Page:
Probably the greatest aspect of brewing and beer in general is how accessible every facet of the field really is. If you’d like to try to recreate your favorite IPA at home, there’s a decent chance the recipe will be on the brewery’s website, or at least on a brewing forum like HomebrewTalk.com. Even at the commercial level, one will often find local breweries working together to create a collaborative beer or hosting a homebrew competition for the local community. These competitions are often entered by homebrewers as a way to gain some constructive criticism and attempt to take their brewing to the next level. But again, they are remarkably accessible to anyone with a couple extra 12 oz. bottles of homebrew and the five dollar entry fee. The fee will vary of course, but the point is, competitions are very ubiquitous and very easy to enter. Here are a few resources to get you started on entering your local competition.
The above link will take to you the BJCP sanctioned competitions around the US. There are probably other local competitions beyond this list as well, usually put on by very small craft breweries or homebrew clubs but this list is all you need if you live near a major city and most of the entry fees are very affordable, as long as you’re willing to see 24 oz. of your delicious homebrew go to the judge.
Homebrew competitions are mostly judged by BJCP certified tasters (Beer Judge Certification Program), they know about beer. Each brew is judged within its specific style guidelines which are meticulously spelled out in the above link. When entering a comp, you must select which style your homebrew falls under. Your beer is then judged on aroma, appearance, mouthfeel, and of course flavor. You may have a fantastic honey ginger double IPA, but if it’s entered under the English IPA category when it is in fact an Imperial IPA (though more likely a specialty beer), you’ll lose points left and right. Clarity is also a characteristic that is often overlooked when it comes to home brewing so be sure to double check your style’s appearance and may your lagers be clear and your Hefs hazy.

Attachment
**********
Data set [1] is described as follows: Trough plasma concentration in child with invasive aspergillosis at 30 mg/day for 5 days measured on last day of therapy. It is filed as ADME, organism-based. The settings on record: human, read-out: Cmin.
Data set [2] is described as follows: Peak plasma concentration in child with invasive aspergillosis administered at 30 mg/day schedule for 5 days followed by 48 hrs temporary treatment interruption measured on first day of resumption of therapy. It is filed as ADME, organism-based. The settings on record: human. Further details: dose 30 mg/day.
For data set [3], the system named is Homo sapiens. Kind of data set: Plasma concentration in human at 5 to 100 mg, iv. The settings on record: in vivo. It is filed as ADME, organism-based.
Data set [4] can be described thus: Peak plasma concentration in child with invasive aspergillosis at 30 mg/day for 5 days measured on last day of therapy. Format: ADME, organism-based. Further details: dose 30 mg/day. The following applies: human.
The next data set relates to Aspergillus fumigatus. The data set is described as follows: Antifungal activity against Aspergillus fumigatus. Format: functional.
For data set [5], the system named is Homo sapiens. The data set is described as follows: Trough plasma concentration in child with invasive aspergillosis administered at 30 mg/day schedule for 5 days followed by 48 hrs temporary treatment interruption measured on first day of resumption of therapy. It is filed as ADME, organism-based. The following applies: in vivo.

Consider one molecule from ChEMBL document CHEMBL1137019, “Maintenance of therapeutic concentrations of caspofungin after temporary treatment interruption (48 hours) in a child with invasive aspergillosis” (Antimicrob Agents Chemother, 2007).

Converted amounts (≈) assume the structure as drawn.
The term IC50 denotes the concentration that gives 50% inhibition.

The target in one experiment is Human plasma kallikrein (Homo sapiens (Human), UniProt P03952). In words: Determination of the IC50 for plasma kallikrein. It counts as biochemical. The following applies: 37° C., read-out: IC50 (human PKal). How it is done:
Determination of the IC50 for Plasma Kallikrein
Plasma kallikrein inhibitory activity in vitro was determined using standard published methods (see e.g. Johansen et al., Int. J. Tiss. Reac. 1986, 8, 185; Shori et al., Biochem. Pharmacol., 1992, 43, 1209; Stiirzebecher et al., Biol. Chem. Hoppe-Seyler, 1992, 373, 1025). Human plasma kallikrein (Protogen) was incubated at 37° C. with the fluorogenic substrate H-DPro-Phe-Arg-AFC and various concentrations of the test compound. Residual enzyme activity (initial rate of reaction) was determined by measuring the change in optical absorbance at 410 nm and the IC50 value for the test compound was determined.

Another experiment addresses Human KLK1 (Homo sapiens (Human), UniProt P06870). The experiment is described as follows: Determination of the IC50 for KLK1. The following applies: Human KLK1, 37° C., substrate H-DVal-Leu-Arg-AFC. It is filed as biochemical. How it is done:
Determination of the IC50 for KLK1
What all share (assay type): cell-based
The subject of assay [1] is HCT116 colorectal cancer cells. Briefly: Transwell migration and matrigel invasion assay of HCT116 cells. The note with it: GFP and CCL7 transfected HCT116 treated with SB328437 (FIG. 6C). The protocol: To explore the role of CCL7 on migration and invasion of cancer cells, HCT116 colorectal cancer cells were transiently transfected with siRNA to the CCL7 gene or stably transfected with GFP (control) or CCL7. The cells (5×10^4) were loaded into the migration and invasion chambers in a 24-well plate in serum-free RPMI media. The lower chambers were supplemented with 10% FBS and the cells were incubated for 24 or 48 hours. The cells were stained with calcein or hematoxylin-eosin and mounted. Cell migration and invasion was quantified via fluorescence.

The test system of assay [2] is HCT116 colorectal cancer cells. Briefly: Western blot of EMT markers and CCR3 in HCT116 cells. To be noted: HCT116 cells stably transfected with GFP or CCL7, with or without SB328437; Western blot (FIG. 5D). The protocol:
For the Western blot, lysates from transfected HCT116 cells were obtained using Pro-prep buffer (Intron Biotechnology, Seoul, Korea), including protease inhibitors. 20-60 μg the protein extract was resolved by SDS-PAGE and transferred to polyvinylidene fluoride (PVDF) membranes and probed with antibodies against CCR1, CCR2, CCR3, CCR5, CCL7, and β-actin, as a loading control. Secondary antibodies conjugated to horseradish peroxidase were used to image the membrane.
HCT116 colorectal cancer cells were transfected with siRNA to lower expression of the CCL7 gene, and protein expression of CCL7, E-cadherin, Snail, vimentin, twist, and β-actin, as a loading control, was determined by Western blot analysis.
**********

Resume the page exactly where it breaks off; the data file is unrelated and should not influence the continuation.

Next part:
As you pursue the perfectly styled homebrew, you will run into questions and problems. The best resource for solving and answering these is the vast amount of information contained in the above forums. Regularly updated by avid homebrewers and even professional brewmasters, your question will no doubt be answered swiftly and accurately on either forum. As stated before, the homebrew community is very accessible and also very collaborative.
Finally, don’t be intimidated by the extremely specific styles or the plethora of other homebrewers with X amount of years of experience. The truth is, anyone can brew a terrific beer and even if yours doesn’t fall exactly within the guidelines for your style, there’s always the Best of Show or the Brewmaster’s Choice award. Plus, it only costs you 5 or 10 dollars and a couple of your brews to have a great weekend at a local competition where the beer flows freely and you’re surrounded by people with a love for beer. It’s the best way to improve your technique as well. Basically, there are many reasons to enter your homebrew into a competition and very few reasons not to, unless of course you don’t have 5 bucks to spare. Happy brewing and good luck in your future competitions.